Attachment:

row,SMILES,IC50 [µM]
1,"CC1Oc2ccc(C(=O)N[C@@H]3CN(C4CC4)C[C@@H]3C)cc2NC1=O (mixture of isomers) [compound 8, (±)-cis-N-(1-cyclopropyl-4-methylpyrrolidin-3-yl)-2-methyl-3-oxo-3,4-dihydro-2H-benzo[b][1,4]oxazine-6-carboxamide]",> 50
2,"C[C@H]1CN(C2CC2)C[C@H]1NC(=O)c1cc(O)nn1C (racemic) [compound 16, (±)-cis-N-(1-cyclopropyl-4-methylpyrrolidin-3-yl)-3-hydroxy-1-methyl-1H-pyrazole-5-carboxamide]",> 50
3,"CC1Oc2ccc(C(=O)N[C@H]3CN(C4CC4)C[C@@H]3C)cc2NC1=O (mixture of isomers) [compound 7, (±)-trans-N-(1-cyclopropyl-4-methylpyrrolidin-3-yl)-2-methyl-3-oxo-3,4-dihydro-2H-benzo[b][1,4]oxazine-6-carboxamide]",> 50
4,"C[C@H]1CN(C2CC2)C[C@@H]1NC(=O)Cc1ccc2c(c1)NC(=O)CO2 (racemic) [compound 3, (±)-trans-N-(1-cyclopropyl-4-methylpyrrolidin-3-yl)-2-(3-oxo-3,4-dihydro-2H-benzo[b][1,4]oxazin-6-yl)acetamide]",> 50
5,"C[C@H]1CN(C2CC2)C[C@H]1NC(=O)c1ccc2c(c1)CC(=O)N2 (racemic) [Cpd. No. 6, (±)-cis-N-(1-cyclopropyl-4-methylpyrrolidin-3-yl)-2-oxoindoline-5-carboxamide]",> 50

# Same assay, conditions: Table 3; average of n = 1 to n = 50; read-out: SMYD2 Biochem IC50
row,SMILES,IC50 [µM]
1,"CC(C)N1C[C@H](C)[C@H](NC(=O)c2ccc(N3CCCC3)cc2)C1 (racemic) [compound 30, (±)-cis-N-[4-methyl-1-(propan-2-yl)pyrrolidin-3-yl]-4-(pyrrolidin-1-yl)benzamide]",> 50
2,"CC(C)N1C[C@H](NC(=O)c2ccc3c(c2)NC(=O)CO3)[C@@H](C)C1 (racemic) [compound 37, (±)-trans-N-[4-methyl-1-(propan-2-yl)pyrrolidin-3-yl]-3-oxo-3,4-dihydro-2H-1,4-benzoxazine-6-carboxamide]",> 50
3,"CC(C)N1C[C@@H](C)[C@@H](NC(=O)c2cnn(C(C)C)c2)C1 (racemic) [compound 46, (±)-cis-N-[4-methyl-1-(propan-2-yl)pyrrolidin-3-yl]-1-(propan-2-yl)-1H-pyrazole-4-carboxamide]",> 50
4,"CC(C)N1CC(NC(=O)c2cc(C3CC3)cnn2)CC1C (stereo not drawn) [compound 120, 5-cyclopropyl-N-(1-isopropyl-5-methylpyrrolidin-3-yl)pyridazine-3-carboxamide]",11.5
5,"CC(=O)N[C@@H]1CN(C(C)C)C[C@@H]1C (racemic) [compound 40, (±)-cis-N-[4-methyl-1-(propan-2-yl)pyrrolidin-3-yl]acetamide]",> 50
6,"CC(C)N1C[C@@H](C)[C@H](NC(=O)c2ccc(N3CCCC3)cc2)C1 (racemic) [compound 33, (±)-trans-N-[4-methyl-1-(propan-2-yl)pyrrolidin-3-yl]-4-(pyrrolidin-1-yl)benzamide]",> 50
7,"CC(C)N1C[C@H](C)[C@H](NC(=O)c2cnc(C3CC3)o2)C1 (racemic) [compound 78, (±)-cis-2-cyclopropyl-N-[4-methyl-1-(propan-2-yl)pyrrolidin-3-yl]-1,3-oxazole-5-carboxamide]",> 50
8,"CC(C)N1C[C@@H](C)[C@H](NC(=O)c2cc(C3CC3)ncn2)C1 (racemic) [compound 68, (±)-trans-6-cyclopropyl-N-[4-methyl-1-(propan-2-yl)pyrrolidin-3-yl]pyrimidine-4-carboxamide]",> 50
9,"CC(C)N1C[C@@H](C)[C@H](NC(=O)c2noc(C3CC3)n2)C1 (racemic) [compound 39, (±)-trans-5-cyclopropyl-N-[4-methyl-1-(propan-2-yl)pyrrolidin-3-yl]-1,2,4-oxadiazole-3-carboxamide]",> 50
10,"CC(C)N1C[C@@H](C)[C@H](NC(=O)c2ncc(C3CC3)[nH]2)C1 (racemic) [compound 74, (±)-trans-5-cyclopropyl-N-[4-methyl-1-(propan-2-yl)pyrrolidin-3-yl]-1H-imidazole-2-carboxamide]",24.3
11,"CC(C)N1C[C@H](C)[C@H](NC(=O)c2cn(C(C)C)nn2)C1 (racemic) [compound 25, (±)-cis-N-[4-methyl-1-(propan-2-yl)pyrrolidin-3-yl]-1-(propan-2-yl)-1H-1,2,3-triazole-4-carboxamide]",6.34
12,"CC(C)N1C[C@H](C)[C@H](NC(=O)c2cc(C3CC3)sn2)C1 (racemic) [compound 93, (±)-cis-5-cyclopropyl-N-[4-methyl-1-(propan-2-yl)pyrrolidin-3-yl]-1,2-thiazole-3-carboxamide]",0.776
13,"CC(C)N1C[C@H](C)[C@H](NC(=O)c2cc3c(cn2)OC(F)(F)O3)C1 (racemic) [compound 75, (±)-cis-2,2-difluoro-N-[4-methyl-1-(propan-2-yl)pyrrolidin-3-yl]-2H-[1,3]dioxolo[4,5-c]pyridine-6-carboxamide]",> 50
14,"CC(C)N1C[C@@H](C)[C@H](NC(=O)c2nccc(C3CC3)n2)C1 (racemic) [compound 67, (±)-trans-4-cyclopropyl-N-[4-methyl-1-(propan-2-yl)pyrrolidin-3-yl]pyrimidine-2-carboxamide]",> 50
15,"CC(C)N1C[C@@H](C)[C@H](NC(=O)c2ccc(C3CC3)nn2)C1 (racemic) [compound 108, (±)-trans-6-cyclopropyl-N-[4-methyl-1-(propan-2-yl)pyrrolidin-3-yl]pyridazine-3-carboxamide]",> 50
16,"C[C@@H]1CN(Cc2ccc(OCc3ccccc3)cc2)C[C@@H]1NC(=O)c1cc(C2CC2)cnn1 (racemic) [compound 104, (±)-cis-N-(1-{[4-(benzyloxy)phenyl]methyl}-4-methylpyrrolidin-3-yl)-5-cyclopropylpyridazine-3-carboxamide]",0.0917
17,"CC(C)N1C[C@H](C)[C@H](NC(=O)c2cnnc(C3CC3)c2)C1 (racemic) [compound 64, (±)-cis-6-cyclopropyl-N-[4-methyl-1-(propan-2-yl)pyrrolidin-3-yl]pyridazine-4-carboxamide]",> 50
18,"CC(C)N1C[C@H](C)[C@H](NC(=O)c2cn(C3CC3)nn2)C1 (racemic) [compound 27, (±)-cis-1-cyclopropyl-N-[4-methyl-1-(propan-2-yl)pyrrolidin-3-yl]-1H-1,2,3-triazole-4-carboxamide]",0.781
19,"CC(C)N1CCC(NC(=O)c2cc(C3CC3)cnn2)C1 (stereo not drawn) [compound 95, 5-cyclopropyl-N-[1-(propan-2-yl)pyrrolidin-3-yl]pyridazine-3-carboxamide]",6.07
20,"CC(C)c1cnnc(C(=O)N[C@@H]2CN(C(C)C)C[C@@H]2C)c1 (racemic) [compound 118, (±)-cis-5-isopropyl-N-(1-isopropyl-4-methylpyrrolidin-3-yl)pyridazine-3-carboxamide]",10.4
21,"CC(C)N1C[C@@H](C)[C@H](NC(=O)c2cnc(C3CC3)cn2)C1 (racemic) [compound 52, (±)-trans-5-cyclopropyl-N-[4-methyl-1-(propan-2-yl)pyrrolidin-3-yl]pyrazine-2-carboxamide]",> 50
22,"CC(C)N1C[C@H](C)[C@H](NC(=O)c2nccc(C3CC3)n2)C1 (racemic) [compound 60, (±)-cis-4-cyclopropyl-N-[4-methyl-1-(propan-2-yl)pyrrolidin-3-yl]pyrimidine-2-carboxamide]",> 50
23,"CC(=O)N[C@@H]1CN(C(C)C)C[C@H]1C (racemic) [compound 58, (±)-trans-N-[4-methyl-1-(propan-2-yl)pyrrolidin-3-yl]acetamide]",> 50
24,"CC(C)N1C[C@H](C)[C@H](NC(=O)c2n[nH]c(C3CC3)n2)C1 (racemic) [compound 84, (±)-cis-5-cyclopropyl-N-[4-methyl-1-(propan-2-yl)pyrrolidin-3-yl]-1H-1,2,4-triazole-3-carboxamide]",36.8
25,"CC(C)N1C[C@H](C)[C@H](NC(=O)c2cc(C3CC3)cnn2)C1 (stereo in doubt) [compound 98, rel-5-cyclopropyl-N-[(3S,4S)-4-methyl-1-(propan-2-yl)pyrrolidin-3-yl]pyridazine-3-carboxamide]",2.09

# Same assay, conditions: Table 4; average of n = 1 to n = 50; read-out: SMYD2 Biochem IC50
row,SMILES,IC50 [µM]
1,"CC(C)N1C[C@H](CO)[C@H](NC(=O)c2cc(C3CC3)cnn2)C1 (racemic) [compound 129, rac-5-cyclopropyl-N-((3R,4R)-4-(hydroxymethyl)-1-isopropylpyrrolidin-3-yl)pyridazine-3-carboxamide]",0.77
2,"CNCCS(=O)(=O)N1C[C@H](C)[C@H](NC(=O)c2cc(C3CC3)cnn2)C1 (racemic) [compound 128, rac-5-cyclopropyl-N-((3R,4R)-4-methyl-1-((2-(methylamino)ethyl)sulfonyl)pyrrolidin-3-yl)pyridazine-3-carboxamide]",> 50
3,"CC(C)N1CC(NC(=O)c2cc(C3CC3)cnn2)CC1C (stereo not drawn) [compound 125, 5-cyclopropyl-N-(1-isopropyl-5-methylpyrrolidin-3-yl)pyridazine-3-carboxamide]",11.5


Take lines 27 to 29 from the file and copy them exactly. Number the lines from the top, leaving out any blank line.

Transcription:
19,"CC(C)N1CCC(NC(=O)c2cc(C3CC3)cnn2)C1 (stereo not drawn) [compound 95, 5-cyclopropyl-N-[1-(propan-2-yl)pyrrolidin-3-yl]pyridazine-3-carboxamide]",6.07
20,"CC(C)c1cnnc(C(=O)N[C@@H]2CN(C(C)C)C[C@@H]2C)c1 (racemic) [compound 118, (±)-cis-5-isopropyl-N-(1-isopropyl-4-methylpyrrolidin-3-yl)pyridazine-3-carboxamide]",10.4
21,"CC(C)N1C[C@@H](C)[C@H](NC(=O)c2cnc(C3CC3)cn2)C1 (racemic) [compound 52, (±)-trans-5-cyclopropyl-N-[4-methyl-1-(propan-2-yl)pyrrolidin-3-yl]pyrazine-2-carboxamide]",> 50